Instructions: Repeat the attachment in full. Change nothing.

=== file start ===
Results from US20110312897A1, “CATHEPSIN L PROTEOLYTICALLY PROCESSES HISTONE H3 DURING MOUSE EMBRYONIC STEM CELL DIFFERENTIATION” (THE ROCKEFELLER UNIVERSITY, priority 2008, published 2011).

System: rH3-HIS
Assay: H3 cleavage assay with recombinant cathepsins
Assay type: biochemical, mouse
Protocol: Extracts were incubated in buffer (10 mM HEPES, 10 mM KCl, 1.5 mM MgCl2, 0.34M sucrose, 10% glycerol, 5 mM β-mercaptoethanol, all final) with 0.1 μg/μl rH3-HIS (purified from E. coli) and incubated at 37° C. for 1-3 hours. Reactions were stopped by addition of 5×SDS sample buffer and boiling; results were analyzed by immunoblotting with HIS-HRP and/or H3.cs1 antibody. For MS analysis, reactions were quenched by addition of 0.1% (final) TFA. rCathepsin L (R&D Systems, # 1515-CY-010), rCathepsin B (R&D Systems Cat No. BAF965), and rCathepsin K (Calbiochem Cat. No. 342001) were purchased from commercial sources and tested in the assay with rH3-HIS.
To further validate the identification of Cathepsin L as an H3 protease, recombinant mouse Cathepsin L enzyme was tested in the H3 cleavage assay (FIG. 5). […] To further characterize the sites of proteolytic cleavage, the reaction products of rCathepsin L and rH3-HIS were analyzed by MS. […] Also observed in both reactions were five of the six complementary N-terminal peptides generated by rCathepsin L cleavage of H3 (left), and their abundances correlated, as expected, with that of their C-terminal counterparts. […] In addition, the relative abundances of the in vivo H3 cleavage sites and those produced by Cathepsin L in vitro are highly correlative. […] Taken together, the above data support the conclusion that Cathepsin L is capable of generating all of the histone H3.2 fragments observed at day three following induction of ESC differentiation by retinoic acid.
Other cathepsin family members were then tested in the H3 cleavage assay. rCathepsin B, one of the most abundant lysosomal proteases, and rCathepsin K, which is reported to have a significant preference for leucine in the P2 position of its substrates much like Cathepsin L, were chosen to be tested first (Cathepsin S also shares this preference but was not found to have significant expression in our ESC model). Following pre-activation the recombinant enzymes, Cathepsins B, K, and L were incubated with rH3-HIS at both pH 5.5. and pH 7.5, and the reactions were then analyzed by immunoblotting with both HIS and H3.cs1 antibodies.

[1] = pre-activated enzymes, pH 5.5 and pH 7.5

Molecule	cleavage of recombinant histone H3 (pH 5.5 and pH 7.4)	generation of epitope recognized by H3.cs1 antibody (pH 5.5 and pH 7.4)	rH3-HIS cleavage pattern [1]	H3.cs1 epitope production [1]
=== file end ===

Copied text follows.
Results from US20110312897A1, “CATHEPSIN L PROTEOLYTICALLY PROCESSES HISTONE H3 DURING MOUSE EMBRYONIC STEM CELL DIFFERENTIATION” (THE ROCKEFELLER UNIVERSITY, priority 2008, published 2011).

System: rH3-HIS
Assay: H3 cleavage assay with recombinant cathepsins
Assay type: biochemical, mouse
Protocol: Extracts were incubated in buffer (10 mM HEPES, 10 mM KCl, 1.5 mM MgCl2, 0.34M sucrose, 10% glycerol, 5 mM β-mercaptoethanol, all final) with 0.1 μg/μl rH3-HIS (purified from E. coli) and incubated at 37° C. for 1-3 hours. Reactions were stopped by addition of 5×SDS sample buffer and boiling; results were analyzed by immunoblotting with HIS-HRP and/or H3.cs1 antibody. For MS analysis, reactions were quenched by addition of 0.1% (final) TFA. rCathepsin L (R&D Systems, # 1515-CY-010), rCathepsin B (R&D Systems Cat No. BAF965), and rCathepsin K (Calbiochem Cat. No. 342001) were purchased from commercial sources and tested in the assay with rH3-HIS.
To further validate the identification of Cathepsin L as an H3 protease, recombinant mouse Cathepsin L enzyme was tested in the H3 cleavage assay (FIG. 5). […] To further characterize the sites of proteolytic cleavage, the reaction products of rCathepsin L and rH3-HIS were analyzed by MS. […] Also observed in both reactions were five of the six complementary N-terminal peptides generated by rCathepsin L cleavage of H3 (left), and their abundances correlated, as expected, with that of their C-terminal counterparts. […] In addition, the relative abundances of the in vivo H3 cleavage sites and those produced by Cathepsin L in vitro are highly correlative. […] Taken together, the above data support the conclusion that Cathepsin L is capable of generating all of the histone H3.2 fragments observed at day three following induction of ESC differentiation by retinoic acid.
Other cathepsin family members were then tested in the H3 cleavage assay. rCathepsin B, one of the most abundant lysosomal proteases, and rCathepsin K, which is reported to have a significant preference for leucine in the P2 position of its substrates much like Cathepsin L, were chosen to be tested first (Cathepsin S also shares this preference but was not found to have significant expression in our ESC model). Following pre-activation the recombinant enzymes, Cathepsins B, K, and L were incubated with rH3-HIS at both pH 5.5. and pH 7.5, and the reactions were then analyzed by immunoblotting with both HIS and H3.cs1 antibodies.

[1] = pre-activated enzymes, pH 5.5 and pH 7.5

Molecule	cleavage of recombinant histone H3 (pH 5.5 and pH 7.4)	generation of epitope recognized by H3.cs1 antibody (pH 5.5 and pH 7.4)	rH3-HIS cleavage pattern [1]	H3.cs1 epitope production [1]